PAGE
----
Jim Tully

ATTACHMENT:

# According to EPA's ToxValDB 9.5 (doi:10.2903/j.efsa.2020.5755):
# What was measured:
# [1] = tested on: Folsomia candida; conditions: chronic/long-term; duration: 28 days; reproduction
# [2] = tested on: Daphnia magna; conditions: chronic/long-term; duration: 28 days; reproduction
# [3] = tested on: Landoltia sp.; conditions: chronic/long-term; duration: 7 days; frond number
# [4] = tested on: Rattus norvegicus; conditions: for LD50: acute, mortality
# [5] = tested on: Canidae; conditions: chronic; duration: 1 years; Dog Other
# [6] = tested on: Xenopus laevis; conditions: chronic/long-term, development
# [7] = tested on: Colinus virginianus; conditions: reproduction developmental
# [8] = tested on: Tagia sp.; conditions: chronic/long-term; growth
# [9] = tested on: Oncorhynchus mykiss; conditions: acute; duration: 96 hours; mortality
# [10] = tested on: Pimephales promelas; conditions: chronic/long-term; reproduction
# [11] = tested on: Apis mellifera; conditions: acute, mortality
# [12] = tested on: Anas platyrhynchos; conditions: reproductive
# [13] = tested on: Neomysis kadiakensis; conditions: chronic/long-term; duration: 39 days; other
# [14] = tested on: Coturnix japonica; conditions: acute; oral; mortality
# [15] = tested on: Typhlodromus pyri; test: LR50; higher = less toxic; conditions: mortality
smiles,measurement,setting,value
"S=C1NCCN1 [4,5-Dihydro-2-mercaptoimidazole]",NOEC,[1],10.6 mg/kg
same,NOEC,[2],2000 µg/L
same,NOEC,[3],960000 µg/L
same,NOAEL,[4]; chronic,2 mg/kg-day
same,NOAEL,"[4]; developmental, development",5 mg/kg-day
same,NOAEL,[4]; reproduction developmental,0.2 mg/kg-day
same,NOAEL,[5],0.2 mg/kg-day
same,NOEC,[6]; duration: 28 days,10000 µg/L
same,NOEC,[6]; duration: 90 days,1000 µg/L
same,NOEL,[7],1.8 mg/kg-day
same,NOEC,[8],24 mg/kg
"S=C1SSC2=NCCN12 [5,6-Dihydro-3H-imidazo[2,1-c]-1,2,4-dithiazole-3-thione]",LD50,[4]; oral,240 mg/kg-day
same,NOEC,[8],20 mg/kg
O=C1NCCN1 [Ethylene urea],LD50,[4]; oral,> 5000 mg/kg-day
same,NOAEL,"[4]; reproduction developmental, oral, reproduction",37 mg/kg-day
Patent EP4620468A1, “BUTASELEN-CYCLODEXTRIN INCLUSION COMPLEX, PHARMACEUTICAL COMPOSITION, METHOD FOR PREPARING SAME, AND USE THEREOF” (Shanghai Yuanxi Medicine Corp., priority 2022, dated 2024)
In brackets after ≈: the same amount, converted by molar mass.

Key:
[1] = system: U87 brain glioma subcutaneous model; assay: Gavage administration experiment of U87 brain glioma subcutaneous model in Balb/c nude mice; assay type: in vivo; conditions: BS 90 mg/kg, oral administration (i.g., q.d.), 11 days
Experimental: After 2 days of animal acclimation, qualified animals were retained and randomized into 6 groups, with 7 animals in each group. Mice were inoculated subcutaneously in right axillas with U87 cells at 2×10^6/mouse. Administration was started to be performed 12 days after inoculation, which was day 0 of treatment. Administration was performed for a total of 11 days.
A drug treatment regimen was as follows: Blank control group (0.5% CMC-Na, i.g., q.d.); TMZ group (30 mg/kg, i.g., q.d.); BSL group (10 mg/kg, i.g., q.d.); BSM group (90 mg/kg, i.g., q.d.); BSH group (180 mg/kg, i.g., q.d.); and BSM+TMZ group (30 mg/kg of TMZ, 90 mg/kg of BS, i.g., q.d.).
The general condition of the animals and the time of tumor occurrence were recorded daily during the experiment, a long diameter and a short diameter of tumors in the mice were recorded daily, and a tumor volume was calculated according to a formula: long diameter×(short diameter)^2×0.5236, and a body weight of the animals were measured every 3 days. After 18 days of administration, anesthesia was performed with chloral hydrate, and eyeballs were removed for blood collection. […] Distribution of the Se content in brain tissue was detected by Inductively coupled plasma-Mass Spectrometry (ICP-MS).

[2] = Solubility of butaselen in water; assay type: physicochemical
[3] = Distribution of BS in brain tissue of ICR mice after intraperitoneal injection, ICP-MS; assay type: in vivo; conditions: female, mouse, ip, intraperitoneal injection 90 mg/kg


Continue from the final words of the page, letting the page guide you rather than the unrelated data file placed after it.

Abstract from Wikipedia : Jim Tully (June 3, 1886 - June 22, 1947) was a vagabond, pugilist, and American writer. His critical and commercial success in the 1920s and 30s may qualify him as the greatest long shot in American literature. Born near St. Marys, Ohio to James Dennis and Bridget Marie Lawler Tully, an Irish immigrant ditch-digger and his wife, Tully enjoyed a relatively happy but impoverished childhood until the death of his mother in 1892. Unable to care for him, his father sent him to an orphanage in Cincinnati. He remained there for six years. What further education he acquired came in the hobo camps, boxcars, railroad yards, and public libraries scattered across the country. Finally, weary of the road, he arrived in Kent, Ohio, where he worked as a chain maker, professional boxer, and tree surgeon. He also began to write, mostly poetry published in the local newspapers. He moved to Hollywood in 1912, when he began writing in earnest. His literary career took two distinct paths. He became one of the first reporters to cover Hollywood. As a free-lancer he was not constrained by the studios and wrote about Hollywood celebrities (including Charlie Chaplin, for whom he had worked) in ways that they did not always find agreeable. For these pieces, rather tame by current standards, he became known as the most-hated man in Hollywood—a title he relished. Less lucrative but closer to his heart were the books he wrote about his life on the road and the American underclass. He also wrote an affectionate memoir of his childhood with his extended Irish family, as well as novels on prostitution, boxing, Hollywood, and a travel book. While some of the more graphic books ran afoul of the censors, they also garnered both commercial success and critical acclaim from, among others, H.L. Mencken, George Jean Nathan, and Rupert Hughes, who wrote that Tully "has fathered the school of hard-boiled writing so zealously cultivated by Ernest Hemingway and lesser luminaries."

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